day of September, 1916, for exe
cution, commanding and requiring
me as such Sheriff to execute the
Judgment by making the sale, apply
ing the proceeds in conformity there
with in the maner prescribed by law.
The lands and premises directed to
be sold by said Writ are situated,
lying and being in the County of Ada
and State of Idaho, and bounded and
described as follows: Commencing
at the Northwest corner of Lot One,
Section Three Township Three
North, Range Two East of the Boise
Meridian, thence South 250 feet along
the West line of said Lot 1 to a
point, thence East 169 feet to the
West Line of Eighth St., thence
South 260 feet to the North line of
Ridenbaugh street, thence East
682 feet to the East Line of Sixth St.;
thence North 510 feet to the North
line of Lot 1, thence W«st 851 feet
to the place of beginning, same in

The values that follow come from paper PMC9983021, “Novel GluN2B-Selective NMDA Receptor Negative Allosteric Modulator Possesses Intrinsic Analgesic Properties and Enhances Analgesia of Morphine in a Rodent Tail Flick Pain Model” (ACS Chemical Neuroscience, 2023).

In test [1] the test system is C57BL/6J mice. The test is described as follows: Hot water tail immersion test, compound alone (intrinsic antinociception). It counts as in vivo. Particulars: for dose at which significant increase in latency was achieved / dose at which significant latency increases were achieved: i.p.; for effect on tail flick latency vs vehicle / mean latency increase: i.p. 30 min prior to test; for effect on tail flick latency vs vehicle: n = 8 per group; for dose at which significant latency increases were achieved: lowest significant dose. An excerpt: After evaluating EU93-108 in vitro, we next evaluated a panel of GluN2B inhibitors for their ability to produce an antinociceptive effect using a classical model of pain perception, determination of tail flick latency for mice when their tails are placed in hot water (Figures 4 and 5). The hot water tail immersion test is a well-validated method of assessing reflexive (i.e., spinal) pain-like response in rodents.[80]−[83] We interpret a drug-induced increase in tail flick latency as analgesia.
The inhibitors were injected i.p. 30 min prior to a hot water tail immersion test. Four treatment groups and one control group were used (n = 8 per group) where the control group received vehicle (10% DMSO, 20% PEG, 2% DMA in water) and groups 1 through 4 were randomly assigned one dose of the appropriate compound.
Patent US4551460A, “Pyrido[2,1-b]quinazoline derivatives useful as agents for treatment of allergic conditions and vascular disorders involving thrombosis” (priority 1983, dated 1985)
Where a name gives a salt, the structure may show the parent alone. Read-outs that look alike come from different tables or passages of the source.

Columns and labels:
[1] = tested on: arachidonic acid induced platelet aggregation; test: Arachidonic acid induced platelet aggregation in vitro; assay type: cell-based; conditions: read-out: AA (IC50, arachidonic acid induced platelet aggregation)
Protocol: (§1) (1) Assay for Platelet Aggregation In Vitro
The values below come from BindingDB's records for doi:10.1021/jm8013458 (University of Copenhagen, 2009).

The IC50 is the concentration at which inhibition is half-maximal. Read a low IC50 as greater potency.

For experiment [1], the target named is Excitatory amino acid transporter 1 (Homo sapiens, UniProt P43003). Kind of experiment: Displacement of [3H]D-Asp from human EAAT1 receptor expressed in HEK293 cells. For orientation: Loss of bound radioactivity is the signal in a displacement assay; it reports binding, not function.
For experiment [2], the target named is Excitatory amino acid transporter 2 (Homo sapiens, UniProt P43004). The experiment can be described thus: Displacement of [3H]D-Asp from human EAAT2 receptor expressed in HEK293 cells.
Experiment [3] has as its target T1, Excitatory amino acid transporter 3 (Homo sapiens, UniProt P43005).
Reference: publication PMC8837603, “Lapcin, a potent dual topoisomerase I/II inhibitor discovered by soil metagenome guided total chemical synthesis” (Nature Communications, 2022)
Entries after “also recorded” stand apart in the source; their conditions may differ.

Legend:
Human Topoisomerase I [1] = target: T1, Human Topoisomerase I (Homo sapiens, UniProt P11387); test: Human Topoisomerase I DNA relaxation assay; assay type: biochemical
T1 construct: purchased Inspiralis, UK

cludes Lots 1, 2, 3 and 4 of Block 4
Crane's Addition to Boise, Idaho,
also commencing at the Southwest
corner of the Southeast quarter of the
Southeast quarter of Section 34,
Township 4 N. R. 2 E. B. M.; thence
East along the south boundary line
of said Sec. 851 ft. thence North 70
ft; thence West 851 ft; thence south
70 ft. to the place of beginning, to
gether with the tenements, heredi
taments and appurtenances thereto
belonging or in anywise appertain
Notice is hereby given that on the
7th day of October, 1916, at the hour
of 3 o'clock in the afternoon of that
day in front of the County
House Door in Boise Citv. Ads
ty, Idaho, I will attend, and sell at